Italian wine afficionados will also find much to rejoice about. Piemonte is well represented, with a wide range of Barolo and Barbaresco, and Tuscan wine abounds, including a broad selection from Montalcino, Montepulciano, Bolgheri, and Chianti. Chef Bocchia’s cuisine is made with ingredients from around Europe such as Bresse chicken from France and large red carabinero shrimp from the north coast of Spain. Closer to home, he sources bottarga from Sicily, lemons from the Amalfi coast, and two other types of shrimp from Liguria and Sicily. His enticing but concise menu features delicate flavor combinations that will not overpower the subtleties of some of the world’s finest wine. Fans of powerful reds, be they from Bordeaux or Bolgheri, will do well to pair a prize bottle with ‘Wagyu in Three Versions,’ which offers grilled sirloin, carpaccio, and tartare in a single course. A seven-course tasting menu is available featuring a combination of a la carte menu items and specially prepared dishes.
For those who like to enjoy wine in the land in which the grape is grown, sommelier Omar Valente is proud to show off the hotel’s collection of local wines from the Oltrepo Pavere, Terre Lariane, and Valtellina regions. Having taken on the role of head sommelier six years ago, Valente states, “For me it’s not a job, it’s a life.” While he is aware that many guests have their hearts set on bottles from more renowned regions, he knows he can subtly sway them to try something different by asking questions such as “Do you prefer a buttery or mineral style?” or “What was the wine you enjoyed most recently with dinner?” and then suggesting a wine produced in close proximity to Lake Como.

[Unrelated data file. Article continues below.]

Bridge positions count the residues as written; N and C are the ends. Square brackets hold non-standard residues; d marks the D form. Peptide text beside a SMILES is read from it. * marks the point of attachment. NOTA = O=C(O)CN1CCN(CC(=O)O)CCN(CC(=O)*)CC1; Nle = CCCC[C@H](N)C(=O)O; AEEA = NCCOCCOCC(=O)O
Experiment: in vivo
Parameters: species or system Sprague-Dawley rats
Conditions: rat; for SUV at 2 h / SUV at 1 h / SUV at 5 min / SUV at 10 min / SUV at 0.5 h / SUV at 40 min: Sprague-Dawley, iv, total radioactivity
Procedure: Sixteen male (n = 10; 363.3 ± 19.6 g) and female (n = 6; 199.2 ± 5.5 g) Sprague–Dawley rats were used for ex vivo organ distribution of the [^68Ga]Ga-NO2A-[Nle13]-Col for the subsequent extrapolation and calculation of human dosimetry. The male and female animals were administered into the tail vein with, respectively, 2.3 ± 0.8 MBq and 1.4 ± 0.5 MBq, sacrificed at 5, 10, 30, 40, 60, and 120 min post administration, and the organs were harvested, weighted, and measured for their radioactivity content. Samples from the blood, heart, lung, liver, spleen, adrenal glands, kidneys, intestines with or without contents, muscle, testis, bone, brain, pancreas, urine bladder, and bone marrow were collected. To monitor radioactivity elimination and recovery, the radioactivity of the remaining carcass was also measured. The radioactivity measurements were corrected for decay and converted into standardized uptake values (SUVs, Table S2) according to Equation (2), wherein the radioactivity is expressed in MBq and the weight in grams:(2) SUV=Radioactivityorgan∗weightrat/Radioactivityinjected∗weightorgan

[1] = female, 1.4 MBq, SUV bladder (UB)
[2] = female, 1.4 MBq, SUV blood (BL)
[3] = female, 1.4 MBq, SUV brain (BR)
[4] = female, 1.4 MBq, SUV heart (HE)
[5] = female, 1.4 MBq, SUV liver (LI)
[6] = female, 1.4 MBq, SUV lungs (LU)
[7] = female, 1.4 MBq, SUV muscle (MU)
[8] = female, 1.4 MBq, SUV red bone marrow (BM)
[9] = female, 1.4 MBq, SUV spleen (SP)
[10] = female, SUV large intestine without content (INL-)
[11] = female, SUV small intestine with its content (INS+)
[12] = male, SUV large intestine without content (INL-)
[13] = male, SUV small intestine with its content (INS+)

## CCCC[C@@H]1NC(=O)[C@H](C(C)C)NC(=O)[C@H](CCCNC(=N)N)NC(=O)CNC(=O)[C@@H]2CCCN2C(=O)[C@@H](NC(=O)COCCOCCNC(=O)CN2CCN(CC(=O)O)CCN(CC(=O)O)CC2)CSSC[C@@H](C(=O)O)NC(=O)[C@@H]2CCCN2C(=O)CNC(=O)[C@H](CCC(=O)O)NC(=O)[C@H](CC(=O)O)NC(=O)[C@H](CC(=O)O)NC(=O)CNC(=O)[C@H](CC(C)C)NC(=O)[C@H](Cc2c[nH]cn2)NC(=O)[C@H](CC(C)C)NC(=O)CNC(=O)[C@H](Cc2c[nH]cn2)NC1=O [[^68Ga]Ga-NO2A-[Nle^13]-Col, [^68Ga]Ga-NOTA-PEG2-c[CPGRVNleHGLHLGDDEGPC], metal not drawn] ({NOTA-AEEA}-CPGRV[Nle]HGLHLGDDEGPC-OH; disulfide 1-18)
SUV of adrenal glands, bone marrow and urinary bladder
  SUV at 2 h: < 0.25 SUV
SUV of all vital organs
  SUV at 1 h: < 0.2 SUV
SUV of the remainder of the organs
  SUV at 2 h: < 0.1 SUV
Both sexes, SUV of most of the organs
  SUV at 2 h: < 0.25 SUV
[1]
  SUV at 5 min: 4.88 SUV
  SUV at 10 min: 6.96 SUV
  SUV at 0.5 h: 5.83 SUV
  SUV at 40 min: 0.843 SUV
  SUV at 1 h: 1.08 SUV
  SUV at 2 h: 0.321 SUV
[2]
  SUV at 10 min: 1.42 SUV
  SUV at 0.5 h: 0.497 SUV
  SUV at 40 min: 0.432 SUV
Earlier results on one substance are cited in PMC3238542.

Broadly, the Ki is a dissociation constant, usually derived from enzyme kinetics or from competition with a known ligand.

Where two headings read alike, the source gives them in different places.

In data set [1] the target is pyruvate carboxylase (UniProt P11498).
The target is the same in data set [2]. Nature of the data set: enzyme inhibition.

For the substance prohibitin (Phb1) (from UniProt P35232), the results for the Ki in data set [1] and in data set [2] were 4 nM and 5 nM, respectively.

The senior Bucher likes to have the local wines available because “…many guests want to discover this destination by its flavors as well. A glass of wine enjoyed in the region where it’s produced has a different taste and character, especially from an emotional perspective.”
Farther afield, Gianfranco Bucher says he cannot get to the all the wineries on his 400-label list, but he tries to “to visit the most interesting ones in terms of technique, terroir, and innovation.” Although winemakers and winery owners stay at the hotel, Bucher likes to “…visit our main suppliers ourselves and see firsthand how the wines are made.”
Grand Hotel Villa Serbelloni has been a destination for celebrities and heads of state for many years. Guests in the last century included Sir Winston Churchill, President Theodore Roosevelt, President John F. Kennedy, Clark Gable, and Mary Pickford. While many celebrities visit regularly, Gianfranco Bucher states, “It happens quite often that we have famous or important guests, but they don’t ‘announce’ themselves, or they book with alias names, as they don’t want to be bothered.” Unless, of course, they would like help choosing a wine, in which case either of the Buchers or their head sommelier will be on hand to offer assistance.